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GCC Unlikely To Adopt A "-Weverything" For Exposing All Possible Code Warnings

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  • #11
    Originally posted by AHSauge View Post
    [...]Say what you want about packed structs, but in C they are sadly quite required in some context [...]
    Can you give examples? I've written countless drivers and other stuff for hardware that doesn't support unaligned accesses, but never once have I felt the need for a packed struct.

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    • #12
      Originally posted by bison View Post

      I use -Wall -Wextra, and sometimes that seems like too much -- you almost have to use -Wno-unused-parameter with anything that uses callback functions.
      You're right about callback functions using -Wall -Wextra but I consider these 2 options (and few others) are mandatory to catch potential bugs. Having -Weverything seems to be overkill but as it was said, if I'm not wrong, the purpose for developers is to use it from time to time to detect unexpected warnings (such option would have been useful for me in the past).

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      • #13
        Originally posted by brrrrttttt View Post
        I cannot forsee myself ever using this... does anyone that actually maintains a non-trivial piece of software want this?
        That sounded like "I have big, old, bloated codebase. I'm not mad enough to see all this $hit".
        As other explained some useful warnings are not reported by Wall or Wextra...

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        • #14
          That is dumb. The whole reason some warnings aren't in -Wall is because they are not always useful. All those that make sense everywhere should be in -Wall, or if you want to be in pedantic, and don't mind a few false positives, in -Wextra...

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          • #15
            Originally posted by bison View Post

            I use -Wall -Wextra, and sometimes that seems like too much -- you almost have to use -Wno-unused-parameter with anything that uses callback functions.
            Why? Just don't name parameters you don't use.. Can you give an example where -Wunused-parameter would give a false positive? I only ever disable it because some code (especially Google code) has unused parameters everywhere and don't care half their logic and parameters is long dead and now unused deadweight.

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            • #16
              Originally posted by Anty View Post
              That sounded like "I have big, old, bloated codebase. I'm not mad enough to see all this $hit".
              As other explained some useful warnings are not reported by Wall or Wextra...
              The amount of warnings printed during Linux kernel compile is... significant. I would not assume anything about his codebase.

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              • #17
                Just tried -Weverything on valid C++17 code. It throws tens of...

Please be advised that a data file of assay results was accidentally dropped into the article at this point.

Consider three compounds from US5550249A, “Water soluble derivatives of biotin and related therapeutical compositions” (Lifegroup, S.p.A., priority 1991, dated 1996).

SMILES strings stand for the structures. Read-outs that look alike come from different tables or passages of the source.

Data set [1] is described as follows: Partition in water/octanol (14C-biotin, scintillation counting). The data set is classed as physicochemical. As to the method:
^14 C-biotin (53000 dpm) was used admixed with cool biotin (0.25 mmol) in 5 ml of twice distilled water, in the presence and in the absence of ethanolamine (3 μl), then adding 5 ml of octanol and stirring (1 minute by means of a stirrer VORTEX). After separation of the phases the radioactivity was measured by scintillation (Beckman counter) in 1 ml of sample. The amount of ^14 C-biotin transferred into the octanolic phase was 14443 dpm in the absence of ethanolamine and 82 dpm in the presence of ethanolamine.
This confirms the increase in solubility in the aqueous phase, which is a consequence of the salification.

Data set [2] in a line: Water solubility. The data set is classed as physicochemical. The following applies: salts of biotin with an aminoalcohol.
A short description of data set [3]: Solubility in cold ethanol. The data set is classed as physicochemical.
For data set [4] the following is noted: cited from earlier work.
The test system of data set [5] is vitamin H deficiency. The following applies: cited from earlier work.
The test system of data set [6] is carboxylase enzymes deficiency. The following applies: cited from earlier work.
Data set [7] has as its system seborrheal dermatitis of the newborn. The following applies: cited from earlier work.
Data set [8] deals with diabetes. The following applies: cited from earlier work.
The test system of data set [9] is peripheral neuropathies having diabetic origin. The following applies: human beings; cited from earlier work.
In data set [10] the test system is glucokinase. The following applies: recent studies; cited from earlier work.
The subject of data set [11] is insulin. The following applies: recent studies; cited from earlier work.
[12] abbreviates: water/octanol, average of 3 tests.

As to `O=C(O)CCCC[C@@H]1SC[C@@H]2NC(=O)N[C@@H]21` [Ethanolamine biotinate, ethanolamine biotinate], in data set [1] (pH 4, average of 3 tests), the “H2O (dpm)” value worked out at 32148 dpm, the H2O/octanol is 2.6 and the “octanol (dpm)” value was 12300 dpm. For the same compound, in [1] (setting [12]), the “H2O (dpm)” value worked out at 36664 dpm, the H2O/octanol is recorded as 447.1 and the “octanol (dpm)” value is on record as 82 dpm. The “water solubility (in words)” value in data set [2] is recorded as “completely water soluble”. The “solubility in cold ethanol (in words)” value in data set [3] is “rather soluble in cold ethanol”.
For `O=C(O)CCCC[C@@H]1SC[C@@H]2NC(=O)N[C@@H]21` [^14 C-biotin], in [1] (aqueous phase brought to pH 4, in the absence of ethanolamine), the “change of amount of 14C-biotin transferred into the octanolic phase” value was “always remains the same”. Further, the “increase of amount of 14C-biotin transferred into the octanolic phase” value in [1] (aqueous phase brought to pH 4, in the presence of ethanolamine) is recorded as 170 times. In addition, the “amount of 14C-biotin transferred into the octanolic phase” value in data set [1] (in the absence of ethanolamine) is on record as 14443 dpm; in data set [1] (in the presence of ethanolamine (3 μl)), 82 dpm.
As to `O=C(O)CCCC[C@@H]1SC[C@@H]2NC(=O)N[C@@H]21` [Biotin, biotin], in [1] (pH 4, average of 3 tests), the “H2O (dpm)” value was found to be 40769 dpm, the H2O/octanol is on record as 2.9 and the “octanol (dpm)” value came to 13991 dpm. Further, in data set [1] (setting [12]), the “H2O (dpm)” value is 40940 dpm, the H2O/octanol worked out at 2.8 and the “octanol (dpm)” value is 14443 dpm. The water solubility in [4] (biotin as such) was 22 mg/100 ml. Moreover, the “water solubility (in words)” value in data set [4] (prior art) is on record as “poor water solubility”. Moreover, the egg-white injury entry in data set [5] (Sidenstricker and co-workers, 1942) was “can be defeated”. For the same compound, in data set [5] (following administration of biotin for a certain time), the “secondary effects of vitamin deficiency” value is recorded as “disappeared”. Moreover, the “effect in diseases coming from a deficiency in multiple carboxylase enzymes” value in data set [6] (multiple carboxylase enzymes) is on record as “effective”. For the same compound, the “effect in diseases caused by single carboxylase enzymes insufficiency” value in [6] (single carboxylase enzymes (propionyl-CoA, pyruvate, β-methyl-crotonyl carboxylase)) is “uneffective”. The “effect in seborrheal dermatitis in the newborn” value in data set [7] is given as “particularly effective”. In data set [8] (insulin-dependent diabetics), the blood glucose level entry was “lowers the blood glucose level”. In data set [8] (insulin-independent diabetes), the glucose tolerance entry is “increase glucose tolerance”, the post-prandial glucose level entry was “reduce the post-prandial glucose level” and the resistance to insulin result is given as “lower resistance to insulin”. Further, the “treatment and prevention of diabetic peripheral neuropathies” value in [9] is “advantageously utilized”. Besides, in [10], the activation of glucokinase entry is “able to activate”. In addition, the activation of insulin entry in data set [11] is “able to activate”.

incompatible with C++98 [-Wc++98-compat]

                warnings. The same code compiles without any diagnostic messages with -Wall -Wextra -Wpedantic -Wconversion -Weffc++. In fact, the lack of retro-compatibility is the only kind of warning issued, repeated again and again and again.

                Now, this is sufficient for me to deem it useless, unless I wanted to write in prehistoric C++98...

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                • #18
                  Yet another GNU project whose devs wouldn't understand a point if it stabbed them in the eye. Hurd, GNOME (GNU Network Object Model Environment, iirc), GNUStep (obsoleteish and nearly unmaintained), and now GCC. Or again, rather.

                  Just add the switch and document that it is only for devs. Autotag bugs as lowest priority. Done.

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                  • #19
                    It's their decision but I personally like the idea of being able to specify -Weverything and then individually disable the specific warnings that I don't want. So it would effectively put GCC into a "all warnings by default" mode instead of a "no (or very few) warnings by default mode". So you have to toggle off options instead of toggle them on.

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                    • #20
                      Originally posted by carewolf View Post

                      Why? Just don't name parameters you don't use.. Can you give an example where -Wunused-parameter would give a false positive? I only ever disable it because some code (especially Google code) has unused parameters everywhere and don't care half their logic and parameters is long dead and now unused deadweight.
                      I use it for temporarily disabling the error handler in Xlib. The API requires a display pointer parameter, so the options are 1) do some sort of no-op with the display pointer parameter to make the compiler shut up, or 2) use -Wunused-parameter.

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